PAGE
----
Thursday, May 01, 2003


Well, it’s all over the hoardings, initial reviews are ecstatic, and it’s being described as ‘London’s hottest ticket’ by the newspapers. The mixture of high art culture and lo-life street smart (or should that be stoopid?) is clearly hard to resist. All it needs is a few Good Taste pickets. Anyway, Richard Thomas and Stewart Lee’s ‘Jerry Springer – The Opera’ is at the National’s Lyttelton Theatre until 30 August 2003 (extended from 5 July), so you have plenty of time to find out what the fuss is all about.

JS-TO began life as a workshop production at the Battersea Arts Centre in 2001, when composer Thomas famously bought cans of beer for members of the audience in exchange for their script ideas. In truth, he says, not much of value was forthcoming. But plenty of booze went down, and publicity began to roll in for his ‘How To Write An Opera About Jerry Springer’ evenings. The next step involved developmental performances of the work as part of BAC’s annual Opera Festival; then a high profile stint at the Edinburgh Festival (under new management, and minus some of the original stars, like the irrepressible Adey Grummet); and now it sits on to the cusp of the West End. Of the principals, only Lore Lixenberg remains from the BAC days. Some of the early National publicity cheekily talked about a ‘world premiere’. But by all accounts JS-TO has lost little of its initial shock and awe.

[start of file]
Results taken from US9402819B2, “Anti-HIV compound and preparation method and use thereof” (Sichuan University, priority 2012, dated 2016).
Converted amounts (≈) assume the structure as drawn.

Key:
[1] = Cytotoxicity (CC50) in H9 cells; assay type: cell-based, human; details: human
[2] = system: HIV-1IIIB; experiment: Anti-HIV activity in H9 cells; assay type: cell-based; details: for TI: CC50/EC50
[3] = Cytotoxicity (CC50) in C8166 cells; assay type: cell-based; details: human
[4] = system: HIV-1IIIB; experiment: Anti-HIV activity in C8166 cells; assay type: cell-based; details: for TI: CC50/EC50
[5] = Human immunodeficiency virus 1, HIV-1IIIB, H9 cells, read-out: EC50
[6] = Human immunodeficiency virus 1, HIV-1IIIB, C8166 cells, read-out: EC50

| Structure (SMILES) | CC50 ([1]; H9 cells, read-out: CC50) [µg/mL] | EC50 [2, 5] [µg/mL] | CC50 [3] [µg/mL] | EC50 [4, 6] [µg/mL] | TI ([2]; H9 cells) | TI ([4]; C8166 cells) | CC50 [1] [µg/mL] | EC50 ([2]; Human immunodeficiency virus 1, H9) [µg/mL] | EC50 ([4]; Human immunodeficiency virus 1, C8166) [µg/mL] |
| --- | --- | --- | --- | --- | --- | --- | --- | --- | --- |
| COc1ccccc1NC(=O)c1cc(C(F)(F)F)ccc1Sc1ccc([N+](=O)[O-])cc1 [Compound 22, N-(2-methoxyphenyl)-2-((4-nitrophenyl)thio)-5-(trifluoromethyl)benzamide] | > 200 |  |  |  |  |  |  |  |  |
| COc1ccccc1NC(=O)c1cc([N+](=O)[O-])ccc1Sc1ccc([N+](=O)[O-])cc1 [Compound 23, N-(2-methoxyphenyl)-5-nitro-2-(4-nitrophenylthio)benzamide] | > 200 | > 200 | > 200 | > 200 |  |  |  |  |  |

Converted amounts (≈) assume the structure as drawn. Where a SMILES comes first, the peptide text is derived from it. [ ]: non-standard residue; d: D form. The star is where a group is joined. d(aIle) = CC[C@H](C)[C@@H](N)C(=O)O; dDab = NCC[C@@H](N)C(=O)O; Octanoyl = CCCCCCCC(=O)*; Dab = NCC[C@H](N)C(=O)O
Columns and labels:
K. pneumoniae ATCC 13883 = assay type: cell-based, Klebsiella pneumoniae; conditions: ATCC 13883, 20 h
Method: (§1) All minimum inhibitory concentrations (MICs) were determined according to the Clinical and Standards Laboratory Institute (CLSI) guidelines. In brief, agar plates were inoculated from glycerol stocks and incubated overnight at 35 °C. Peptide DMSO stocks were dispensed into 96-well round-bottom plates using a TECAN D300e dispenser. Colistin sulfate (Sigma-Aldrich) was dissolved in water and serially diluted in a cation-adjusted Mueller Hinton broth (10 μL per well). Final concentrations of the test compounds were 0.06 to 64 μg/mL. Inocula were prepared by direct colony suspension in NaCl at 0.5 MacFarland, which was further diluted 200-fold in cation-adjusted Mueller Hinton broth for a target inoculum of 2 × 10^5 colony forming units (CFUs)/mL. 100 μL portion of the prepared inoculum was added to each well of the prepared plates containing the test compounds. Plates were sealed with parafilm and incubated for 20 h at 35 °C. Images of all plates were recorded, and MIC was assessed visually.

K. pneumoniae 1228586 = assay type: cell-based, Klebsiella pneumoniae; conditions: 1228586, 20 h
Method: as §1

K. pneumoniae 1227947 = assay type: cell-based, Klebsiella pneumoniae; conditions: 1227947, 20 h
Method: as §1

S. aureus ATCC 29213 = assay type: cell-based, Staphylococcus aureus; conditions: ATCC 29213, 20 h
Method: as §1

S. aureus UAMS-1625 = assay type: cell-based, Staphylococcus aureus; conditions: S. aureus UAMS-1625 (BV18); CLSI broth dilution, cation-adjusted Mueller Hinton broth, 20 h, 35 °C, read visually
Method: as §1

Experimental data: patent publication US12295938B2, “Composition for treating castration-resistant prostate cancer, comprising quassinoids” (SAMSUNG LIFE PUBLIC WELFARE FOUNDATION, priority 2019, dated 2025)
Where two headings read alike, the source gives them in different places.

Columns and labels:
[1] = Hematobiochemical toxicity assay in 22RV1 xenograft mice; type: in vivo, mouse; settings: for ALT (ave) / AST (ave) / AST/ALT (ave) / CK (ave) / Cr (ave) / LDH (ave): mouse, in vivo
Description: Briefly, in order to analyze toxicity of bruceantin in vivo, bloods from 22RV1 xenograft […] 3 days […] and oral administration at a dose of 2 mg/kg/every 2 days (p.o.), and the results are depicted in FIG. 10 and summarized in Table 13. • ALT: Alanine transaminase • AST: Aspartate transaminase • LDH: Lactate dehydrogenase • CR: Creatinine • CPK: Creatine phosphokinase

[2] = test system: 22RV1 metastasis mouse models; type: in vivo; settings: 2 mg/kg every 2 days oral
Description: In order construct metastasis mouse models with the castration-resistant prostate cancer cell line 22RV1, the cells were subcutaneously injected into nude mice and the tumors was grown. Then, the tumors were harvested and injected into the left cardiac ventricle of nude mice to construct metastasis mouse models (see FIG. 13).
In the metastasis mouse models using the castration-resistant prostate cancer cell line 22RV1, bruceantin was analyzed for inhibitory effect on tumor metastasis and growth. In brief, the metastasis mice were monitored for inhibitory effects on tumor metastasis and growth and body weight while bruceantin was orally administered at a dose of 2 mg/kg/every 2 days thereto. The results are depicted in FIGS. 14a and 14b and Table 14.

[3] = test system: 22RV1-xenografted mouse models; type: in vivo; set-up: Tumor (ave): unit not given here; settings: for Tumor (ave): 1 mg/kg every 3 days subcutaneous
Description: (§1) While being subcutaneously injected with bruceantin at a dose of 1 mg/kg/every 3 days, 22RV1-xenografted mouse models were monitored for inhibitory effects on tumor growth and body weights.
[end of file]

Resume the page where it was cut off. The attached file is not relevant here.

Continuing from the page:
I haven’t seen the Lyttleton production, but I was delighted by the low-tech, high quality performance in Battersea last year. Working with playwright Stewart Lee, Thomas has combined a witty, cunning and exuberantly well-written score with a foul-mouthed libretto of masterful, comedic noire. Bach-like chorales, Handelian flourishes, swing, high opera mannerisms and pure vaudeville blend together… well, as if they were meant to, in some alt, po-mo universe. The first act utilises the standard Jerry Springer Show format, with the ‘audience’ brilliantly cast in the role of Greek Chorus, and a litany of trailer terrors soloing and duetting their weird hearts out. The twist before the curtain means that the second act takes place at the gates of hell, with Satan, Jesus and Eve trying to figure out what went wrong and who, exactly, is responsible. Can Jerry survive intact? You’ll have to find out yourself…

As must be evident, this is music theatre at its most creative (OK, outrageous), rather than ‘opera as such’. But it breathes new life into the form nonetheless. It also succeeds, for the most part, in being a morality tale devoid of moralism, and an ironic poke-in-the eye without the snide. The score and lyrics are littered with delicious literary and pop culture illusions, sly musical jokes, and camp pastiche. I’m told that because the second act was less popular with the critics in Edinburgh, publicists Avalon – whose brutal reputation has put something of a shadow on things – encouraged cuts and a new, post-curtain dance scene. The danger was always that an artfully dangerous invention might be compromised by West End saccharine. It’ll be interesting to see where JS-TO ends up… Meanwhile, reviews galore.